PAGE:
Ex-Bush Official Lautenbacher Joins AccuWeather
The Bush administration's longtime point person on weather and ocean issues, Conrad C. Lautenbacher Jr., has joined the board of directors at AccuWeather Inc., one of the most prominent players in the private weather forecasting sector. The move is noteworthy in part because it comes three years after AccuWeather caused a storm of its own when it became associated with congressional legislation that may have privatized much of the National Weather Service, the organization Lautenbacher oversaw as head of the National Oceanic and Atmospheric Administration.
Keep reading for more on AccuWeather's eye-opening addition...
In an interview with Capital Weather Gang last week, AccuWeather CEO Barry Lee Myers said Lautenbacher will have a variety of duties on the company's board, and will be "potentially more active" than board members tend to be at other companies.
"The admiral's experience, certainly on a worldwide scale, is especially relevant at this particular time," Myers said, pointing to efforts to improve worldwide weather and climate data gathering and information sharing. While in government, Lautenbacher spearheaded development of a global environmental data gathering system, whose moniker as the "Global Earth Observation System of Systems," or GEOSS, is a mouthful even among Washington's acronym-heavy standards.
While the board appointment has not stirred up any allegations of impropriety, the combative history between the Weather Service and AccuWeather is leading some to question the move. "At least it should raise questions in people's minds, and it does in mine," said Rep. Nick Lampson (D-Texas), who serves as the chairman of the House Science Subcommittee on Energy and the Environment. "You wonder whether there is any quid pro quo."
The main controversy between AccuWeather and the Weather Service stems from a 2005 Senate bill, which was introduced by then-Senator Rick Santorum of Pennsylvania, that would have clarified the roles of the federal weather agency and the many private weather forecasting firms in a way that could have limited the government's ability to issue routine forecasts and other products to the public at no additional cost.
When Santorum's bill was introduced, commercial weather vendors said they were seeking only to ensure that the Weather Service did not expand their role in a way that would encroach on their businesses, but critics such as the National Weather Service Employees Union saw the bill as an attempt to prohibit the taxpayer-funded agency from doing anything more than gathering data.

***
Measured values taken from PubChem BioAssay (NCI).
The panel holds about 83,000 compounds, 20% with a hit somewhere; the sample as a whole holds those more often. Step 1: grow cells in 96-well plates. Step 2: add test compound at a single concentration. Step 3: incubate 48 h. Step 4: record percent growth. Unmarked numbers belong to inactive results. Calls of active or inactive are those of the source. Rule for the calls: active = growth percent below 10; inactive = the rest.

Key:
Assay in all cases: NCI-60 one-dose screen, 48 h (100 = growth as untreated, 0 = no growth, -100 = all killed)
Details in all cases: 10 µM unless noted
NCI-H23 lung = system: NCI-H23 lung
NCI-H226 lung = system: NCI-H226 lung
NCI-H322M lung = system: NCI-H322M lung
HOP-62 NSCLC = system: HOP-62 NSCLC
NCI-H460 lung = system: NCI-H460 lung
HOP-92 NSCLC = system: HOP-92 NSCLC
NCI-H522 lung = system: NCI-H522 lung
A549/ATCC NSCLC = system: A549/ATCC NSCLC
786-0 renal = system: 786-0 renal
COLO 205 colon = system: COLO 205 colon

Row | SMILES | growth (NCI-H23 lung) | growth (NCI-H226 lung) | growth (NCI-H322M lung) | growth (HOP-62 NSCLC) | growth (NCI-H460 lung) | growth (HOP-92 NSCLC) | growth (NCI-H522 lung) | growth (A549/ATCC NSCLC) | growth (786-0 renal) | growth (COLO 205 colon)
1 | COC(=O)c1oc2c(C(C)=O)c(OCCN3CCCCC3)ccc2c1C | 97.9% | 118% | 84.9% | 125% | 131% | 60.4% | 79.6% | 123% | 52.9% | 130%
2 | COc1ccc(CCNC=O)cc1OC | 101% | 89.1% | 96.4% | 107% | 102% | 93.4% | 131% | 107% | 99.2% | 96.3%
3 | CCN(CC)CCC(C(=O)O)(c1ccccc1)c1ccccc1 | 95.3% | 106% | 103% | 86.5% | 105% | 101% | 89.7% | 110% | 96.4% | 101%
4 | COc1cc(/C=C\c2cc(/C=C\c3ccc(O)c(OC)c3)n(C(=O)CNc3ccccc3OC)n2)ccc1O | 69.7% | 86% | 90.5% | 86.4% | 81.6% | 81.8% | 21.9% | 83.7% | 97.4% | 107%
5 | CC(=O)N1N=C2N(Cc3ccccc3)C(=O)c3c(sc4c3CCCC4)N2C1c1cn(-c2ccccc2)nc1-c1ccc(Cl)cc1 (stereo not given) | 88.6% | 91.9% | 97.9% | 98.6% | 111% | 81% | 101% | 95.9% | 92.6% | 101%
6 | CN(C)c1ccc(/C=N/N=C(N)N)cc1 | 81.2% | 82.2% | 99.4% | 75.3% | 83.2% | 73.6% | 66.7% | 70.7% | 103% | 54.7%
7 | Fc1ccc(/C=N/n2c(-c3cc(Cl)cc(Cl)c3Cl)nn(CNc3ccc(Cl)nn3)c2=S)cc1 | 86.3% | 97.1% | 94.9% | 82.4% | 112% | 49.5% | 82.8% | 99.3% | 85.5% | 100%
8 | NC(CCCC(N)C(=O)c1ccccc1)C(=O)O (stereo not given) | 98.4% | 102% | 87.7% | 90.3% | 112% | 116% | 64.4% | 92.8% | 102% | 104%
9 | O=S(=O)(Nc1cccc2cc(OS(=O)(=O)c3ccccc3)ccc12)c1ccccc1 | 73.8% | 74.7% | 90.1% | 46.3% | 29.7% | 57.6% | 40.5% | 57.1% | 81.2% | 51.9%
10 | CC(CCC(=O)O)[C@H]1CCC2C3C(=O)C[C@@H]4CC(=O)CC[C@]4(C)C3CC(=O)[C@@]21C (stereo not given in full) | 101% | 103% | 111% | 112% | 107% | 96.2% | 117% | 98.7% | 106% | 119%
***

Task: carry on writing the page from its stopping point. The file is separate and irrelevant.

AccuWeather, which is based in State College, Pennsylvania, and whose co-founder and former CEO donated to Santorum's ultimately unsuccessful reelection campaign two days before the bill was introduced, was widely viewed as the driving force behind the legislation, which never made it to the Senate floor.
Myers denied that AccuWeather was a key player on the Santorum bill. "I don't think we were any more connected to that than we were to any other issues floating around. Certainly being from Pennsylvania there was a natural connection made," he said.
Lautenbacher acknowledged friction in the past relationship, but said it resulted from communications issues between the government and the private sector. "There is a huge need to put aside any ideas for competition that could be to the detriment of providing value for society." Speaking as a private citizen, Lautenbacher said he doesn't think the past tensions are an issue now.
"I don't think there is an issue from the government's side at this point," he said.
However, Lampson, who has played a key role in oversight of Lautenbacher's former agency, said Lautenbacher was known among his staff as being supportive of privatization.
Lampson opposes privatizing the Weather Service, arguing that introducing a profit motive into the dissemination of life-saving information would be to the detriment of public safety. "Anything to me that dramatically takes away from the ability of the public agency to do the job very, very well I think is the wrong way to go," Lampson said.
Lampson, who leaves office just after the New Year following his reelection defeat in November, is among several candidates being mentioned as the next potential leader of the National Oceanic and Atmospheric Administration under President-elect Obama.
Roger Pielke Jr., a science policy scholar at the University of Colorado at Boulder, said the board appointment should be seen in the larger context of the public/private sector relationship on weather services. "It is true that AccuWeather has a history of conflict with the NWS, so perhaps this represents an effort on their part to be a little bit more astute in their inside the beltway dealings," Pielke said.
"There will always be tensions between the Weather Service and the private sector. It is a complex relationship that has them always overlapping and closely related."
| December 18, 2008; 10:00 AM ET
Categories: Freedman, Government, Media, News & Notes
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